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New exhibition marks 120th anniversary of Sybil Andrews’ birth




Family of Sybil Andrews met with staff and students from Sybil Andrews Academy, councillors and other community figures to celebrate the 120th anniversary of the artist's birth
Family of Sybil Andrews met with staff and students from Sybil Andrews Academy, councillors and other community figures to celebrate the 120th anniversary of the artist's birth

The family of Bury St Edmunds artist Sybil Andrews attended a special exhibition of her work yesterday on what would have been her 120th birthday.

Around 1o of Sybil Andrews’ cousins joined staff and school pupils from Sybil Andrews Academy, councillors and other community figures at Moyse’s Hall Museum in the town, where the exhibition will run until May 20.

Andrew Gough, the artist’s first cousin twice removed, said: “It’s lovely to celebrate Sybil’s work, particularly on her birthday. I think she would be chuffed with it. It means a lot that people want to carry on her legacy and it makes us very proud.”

The family also presented an old exhibition poster to the pupils of Sybil Andrews Academy, which will be displayed in the artist’s corner of the school library.

Paul Rayner, chairman of governors, said: “For us it’s fantastic to have this piece of Sybil’s heritage donated to us by her family. We are very grateful. She’s from Bury and in a time of such hardship she achieved so much.

“We are keen for our pupils to understand the life and work of Sybil and we hope this poster will inspire them.”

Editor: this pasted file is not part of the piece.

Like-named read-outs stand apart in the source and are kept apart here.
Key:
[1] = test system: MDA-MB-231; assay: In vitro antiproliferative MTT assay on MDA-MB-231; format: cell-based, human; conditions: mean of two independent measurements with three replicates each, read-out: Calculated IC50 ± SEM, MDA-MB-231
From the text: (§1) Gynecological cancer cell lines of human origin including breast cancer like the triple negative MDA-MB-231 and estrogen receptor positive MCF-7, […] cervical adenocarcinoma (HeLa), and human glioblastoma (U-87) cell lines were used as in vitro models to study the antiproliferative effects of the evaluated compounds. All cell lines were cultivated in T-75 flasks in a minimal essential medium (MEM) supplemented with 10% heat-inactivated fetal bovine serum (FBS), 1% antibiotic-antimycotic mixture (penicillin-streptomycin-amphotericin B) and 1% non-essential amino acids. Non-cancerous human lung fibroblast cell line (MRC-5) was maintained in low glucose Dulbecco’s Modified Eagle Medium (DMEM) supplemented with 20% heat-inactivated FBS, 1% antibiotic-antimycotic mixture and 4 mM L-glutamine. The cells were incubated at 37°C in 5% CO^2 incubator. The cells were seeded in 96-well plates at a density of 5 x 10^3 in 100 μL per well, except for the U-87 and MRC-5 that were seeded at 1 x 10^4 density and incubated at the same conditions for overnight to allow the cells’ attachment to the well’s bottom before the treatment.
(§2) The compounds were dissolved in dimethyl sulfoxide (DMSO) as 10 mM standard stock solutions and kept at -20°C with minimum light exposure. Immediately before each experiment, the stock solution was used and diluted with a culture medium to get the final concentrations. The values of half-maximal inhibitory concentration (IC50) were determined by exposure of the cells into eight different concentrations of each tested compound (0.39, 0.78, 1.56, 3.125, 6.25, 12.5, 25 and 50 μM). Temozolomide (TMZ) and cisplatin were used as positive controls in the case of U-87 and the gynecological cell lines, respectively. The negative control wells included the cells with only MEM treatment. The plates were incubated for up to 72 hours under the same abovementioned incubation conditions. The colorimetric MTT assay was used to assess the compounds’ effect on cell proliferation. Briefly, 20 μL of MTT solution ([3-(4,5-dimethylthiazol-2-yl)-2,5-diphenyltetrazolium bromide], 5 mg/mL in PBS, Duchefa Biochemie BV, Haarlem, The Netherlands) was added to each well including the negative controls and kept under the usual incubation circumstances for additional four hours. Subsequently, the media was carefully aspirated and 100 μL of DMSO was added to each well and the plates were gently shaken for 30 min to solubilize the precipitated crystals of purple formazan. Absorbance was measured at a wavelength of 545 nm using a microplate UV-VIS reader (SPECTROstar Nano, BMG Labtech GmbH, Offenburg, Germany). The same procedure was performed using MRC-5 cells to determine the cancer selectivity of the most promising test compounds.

Sybil Andrews was a printmaker who rose to fame after a chance meeting with fellow artist Cyril Powers, with whom she collaborated for years under the pseudonym Andrew Powers.

She moved to Canada in 1947 and lived there until her death in 1992.

The exhibition, which was organised by heritage officers Alex McWhirter and Dan Clarke, is thought to be the largest collection of the artist’s work outside of Canada.

It includes many prints and drawings, as well as the Sybil Andrews Edmund Tapestry, which is on loan from St Edmundsbury Cathedral.

“The most exciting part for me is the partnership work that has gone into the exhibition with all the different people and bodies contributing to it. It’s everyone together - a community project at its very best,” said Mr Clarke.

Edward Wortley, a cousin who was in contact with the artist up until her death, said: “Sybil would be very proud of this as she was involved in many worthy community causes herself. She may have moved to Canada but she always kept her hometown of Bury in her heart. In a way, she never really left.”



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